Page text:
Andretti F1 plan nearing FIA approval but teams still protective

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Andretti Global's bid to join the grid in F1 is reportedly close to getting the green light from the FIA as its entry application nears its completion.

The American outfit – which is partnering with GM's Cadillac brand for its F1 endeavor – is the leading candidate among five prospective entries vying for a spot among motorsport's elite and which have taken part in the FIA's 'Expression of Interest' selection process.

But even if Andretti's bid is rubber-stamped by the FIA, it still needs to surmount another significant hurdle positioned in its way by Formula 1 and its ten teams.

Over the past months, the latter – through the voice of F1 CEO Stefano Domenicali – have argued against accepting an eleventh team on the grid as this would only dilute the sport's existing pool of prize money, even despite Andretti paying a hefty $200 million one-time entry fee that would go straight into the teams' coffers.

FIA president Mohammed Ben Sulayem has been supportive of Andretti's efforts and claimed that its entry would be hard to refuse for F1.

But in Singapore, as Andretti's F1 plans move closer to reality, the teams appeared no more inclined to accept Andretti's presence that they were in the past;

"I think why F1 and the teams have survived in the last years is because we all stuck together," explained Mercedes boss Toto Wolff.

"The FIA, FOM and the 10 teams, we need to protect the sport. We're holding this sensitive sport that's growing at the moment in our hands.

"And that's why the right decisions need to be taken all of us together, when it comes to, let's say, a mindset and then obviously the FIA and F1 when it comes to these decisions, because it's out of the teams' hands.

"But I would hope that Mohammed Ben Sulayem, and Stefano will take the right decisions for F1."

McLaren Racing boss Zak Brown, who has expressed in the past a positive view on adding Andretti to the field, believes that the current $200 million entry fee that must be paid by new outfits, and which was set five years ago, no longer reflects the increased value of the sport's franchises.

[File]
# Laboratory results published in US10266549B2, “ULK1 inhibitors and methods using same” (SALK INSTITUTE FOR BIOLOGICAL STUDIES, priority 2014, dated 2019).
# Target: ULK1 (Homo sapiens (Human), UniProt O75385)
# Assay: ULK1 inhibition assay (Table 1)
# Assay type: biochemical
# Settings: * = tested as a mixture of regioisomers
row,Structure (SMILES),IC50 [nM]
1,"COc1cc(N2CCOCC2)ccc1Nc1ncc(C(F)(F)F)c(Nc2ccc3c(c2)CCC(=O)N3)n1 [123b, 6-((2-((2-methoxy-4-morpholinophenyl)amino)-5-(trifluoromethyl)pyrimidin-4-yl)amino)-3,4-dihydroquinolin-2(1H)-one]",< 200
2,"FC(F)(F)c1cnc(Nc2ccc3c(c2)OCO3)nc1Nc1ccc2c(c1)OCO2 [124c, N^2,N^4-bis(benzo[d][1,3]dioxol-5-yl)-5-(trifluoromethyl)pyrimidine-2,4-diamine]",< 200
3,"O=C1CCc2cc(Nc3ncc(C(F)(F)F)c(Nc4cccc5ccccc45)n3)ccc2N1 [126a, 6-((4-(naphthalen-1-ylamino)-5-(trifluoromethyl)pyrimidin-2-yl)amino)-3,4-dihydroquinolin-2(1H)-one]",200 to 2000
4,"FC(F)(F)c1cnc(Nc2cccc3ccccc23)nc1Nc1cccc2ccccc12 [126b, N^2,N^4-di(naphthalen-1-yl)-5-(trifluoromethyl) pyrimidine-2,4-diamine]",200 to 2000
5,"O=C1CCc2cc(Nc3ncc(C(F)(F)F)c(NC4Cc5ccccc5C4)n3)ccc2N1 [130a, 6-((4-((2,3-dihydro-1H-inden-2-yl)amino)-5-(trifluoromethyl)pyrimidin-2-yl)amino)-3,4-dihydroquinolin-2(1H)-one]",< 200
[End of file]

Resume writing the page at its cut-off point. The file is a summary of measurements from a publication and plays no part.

"I think our view's unchanged," said Brown. "And we're just going to kind of wait and see how the process plays out.

"I think the one thing I would say is the value of an F1 team and an entry from what it was five years ago. The sport is worth substantially more, so I think that that element needs to be discussed."

Haas team boss Guenther Steiner, who manages the only American team on the grid, was on the same page as Wolff.

"I'm sure Stefano knows how to deal with this in our best interest," said the Italian.

"We put our faith in FOM to deal with it, and as Zak said teams are worth now a lot more than we were when we were deciding the Concorde Agreement in 2020, where some teams were struggling to stay in business, and were worth basically nothing. The market has changed."

Alfa Romeo F1 director Alessandro Alunni Bravi is also agreed that any new entrant must "recognize" Grand Prix racing's accrued value.

"We think that any new team must bring an added value to the entire F1 community," he said.

"And so it needs to be a solid project, not just for a five-year period, but it must be a really long-term project with a strong foundation, and of course, any new entry needs to recognise the value and all the investments that have been done by the current teams.

"And as Zak and Toto mention, the worth of the current teams has grown significantly in the past few years. We need to protect our business, but we rely on the FIA and FOM to take the right decision.

"We will be ready to welcome any new teams that have this kind of characteristic. But we need first to also understand what is the best for the entire F1 community, with a long-term perspective."

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